NEOs explores a new cycle of capitalization that has been unfolding practically unnoticed for nearly twenty years. The work was prompted by the government of Luxembourg's announcement of SpaceResources, the first-ever space program designed to mine asteroids and near-earth objects (NEOs).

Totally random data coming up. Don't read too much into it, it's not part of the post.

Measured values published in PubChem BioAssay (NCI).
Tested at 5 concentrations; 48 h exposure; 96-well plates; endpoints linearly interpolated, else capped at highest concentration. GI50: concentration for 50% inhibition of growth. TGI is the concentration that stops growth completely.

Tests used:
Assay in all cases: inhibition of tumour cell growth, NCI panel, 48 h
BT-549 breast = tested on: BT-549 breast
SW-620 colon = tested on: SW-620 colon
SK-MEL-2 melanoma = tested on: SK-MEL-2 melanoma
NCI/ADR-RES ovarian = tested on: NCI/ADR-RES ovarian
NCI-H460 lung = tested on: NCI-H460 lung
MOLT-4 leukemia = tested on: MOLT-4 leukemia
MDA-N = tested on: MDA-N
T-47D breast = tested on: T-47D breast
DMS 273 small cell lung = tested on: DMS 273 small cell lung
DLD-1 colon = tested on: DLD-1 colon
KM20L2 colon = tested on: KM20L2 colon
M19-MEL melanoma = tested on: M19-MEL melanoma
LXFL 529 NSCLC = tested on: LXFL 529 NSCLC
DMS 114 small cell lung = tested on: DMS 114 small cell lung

Based on remains, debris and memories, Ezio D'Agostino is gradually constructing a visual and political hypothesis about the possible repercussions of this new cycle of extractivism in our late capitalist times. On one level, this archaeology is a visual analysis of the development of new capture devices, but at the same time it is a practice that questions the potential role of photography—not as a portrait of what has been, but of the gestures that are unfolding. In the porosity of his images there is one question that resonates inexorably: how do we materially inscribe that which has no space?